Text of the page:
Happy Friday, lovelies! Hope you’ve had a wonderful week – I am just soaking up the last of the sun in Abu Dhabi before heading back to chilly London this weekend :( Oh well, all good things and all that. This Friday I’m delighted to bring you another guest post from SouthBound friend Theresa Lazarevic, planner for Creation Events. Theresa’s advice is always so valuable and down-to-earth and exactly what you all are looking for – so much so, in fact, that her last guest for us has become SBB’s top post of all time! Make sure to check it out, and also her advice on finding a venue. But today, Theresa’s talking first steps in waiting planning – here we go!
It is that time of year and we have lots and lots of newly engaged couples after the festive season. As most of you have not been married before, I anticipate that many are experiencing a mixture of excitement and slight panic. Yes, panic! So many couples admit that they can’t wait to get started, but the idea of starting the planning process of such an important event is extremely overwhelming, and they don’t know where to start.
Start With You
In my opinion, the best place to start is with yourselves. You, as the couple, need to sit down, think and discuss what sort of celebration will be practical, appropriate and fun for you, your families and your friends.
Important aspects to discuss are:
- Religious requirements, especially if the couple are from different faiths
- Determining the budget available to you
- What your families will expect from the wedding
- What time of year you would like to get married and what sort of setting you would like
- Your favourite and “not so favourite” elements of weddings that you have attended in the past
- How much time and effort each of you is willing to put into the project. (I recently read that it takes the average bride about six full working weeks to plan a wedding. It’s a lot to handle for one person and let’s face it, 90% of us have full time jobs already).
Get Some Input
- Once you as a couple have a better understanding of what the two of you expect your wedding to be, you will need to gather more information to ensure that your plan is feasible. Don’t be surprised if you end up making lots of changes at this stage.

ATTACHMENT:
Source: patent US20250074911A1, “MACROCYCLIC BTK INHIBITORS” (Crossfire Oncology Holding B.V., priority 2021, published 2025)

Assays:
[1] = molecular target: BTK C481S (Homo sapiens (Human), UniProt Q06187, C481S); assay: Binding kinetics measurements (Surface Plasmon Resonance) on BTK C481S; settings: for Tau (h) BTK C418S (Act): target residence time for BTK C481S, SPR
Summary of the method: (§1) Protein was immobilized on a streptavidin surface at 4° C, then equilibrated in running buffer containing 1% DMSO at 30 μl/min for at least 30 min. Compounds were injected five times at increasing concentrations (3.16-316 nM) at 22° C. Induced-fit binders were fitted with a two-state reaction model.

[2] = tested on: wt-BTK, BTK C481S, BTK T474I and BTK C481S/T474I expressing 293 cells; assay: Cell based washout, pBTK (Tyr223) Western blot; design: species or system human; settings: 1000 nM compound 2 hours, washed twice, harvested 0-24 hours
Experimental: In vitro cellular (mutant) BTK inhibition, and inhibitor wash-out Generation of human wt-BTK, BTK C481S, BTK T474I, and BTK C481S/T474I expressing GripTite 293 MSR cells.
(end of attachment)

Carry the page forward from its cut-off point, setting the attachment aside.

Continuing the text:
- Talk with parents. If you feel uncomfortable about asking directly for financial help, consider rather asking them what sort of participation they want to have in the wedding.
- Check into the legal and religious aspects, especially if one of you has been married before or if you are of different nationalities.
- Consider contacting a wedding planner at this point, especially if you are not living in the area where you are planning to get married and if your budget allows for one. She/he will be able to give you more information regarding the cost structures of suppliers in the area. Additional advantages of this service are that not only can this person be your eyes and ears on the ground, but they will be familiar with the current wedding trends and able to negotiate better prices from the suppliers.
- If you prefer to do some preliminary shopping of your own, invest your effort into looking at the cost and availability of reception venues. Venues are pre- booked the furthest in advance of all wedding suppliers (some up to eighteen months in advance) and your final venue will also have the greatest impact on the style of your celebration.
- Again, don’t be surprised if you come across some real shocks and find yourself rethinking the details of your wedding. If you’ve never planned a big formal event before, you have a lot of learning to do. Better to learn before you write large checks!
Start the Action
- Book your ceremony and reception venues first (see my post: How to Choose a Venue). If you are not sure about the starting time, rather book it for a little earlier rather than later.
- Start booking other suppliers like the photographer, videographer, florist/decor specialists, hair and make-up stylists and popular wedding musicians. Start shopping as early as possible; you can always delay decisions with suppliers who don’t need much lead time.
- After you have booked all your suppliers, there will be a time where the planning quiets down a bit until about two or three months before the wedding. Use this quiet time to gather reference images and ideas for making your wedding individual and unique.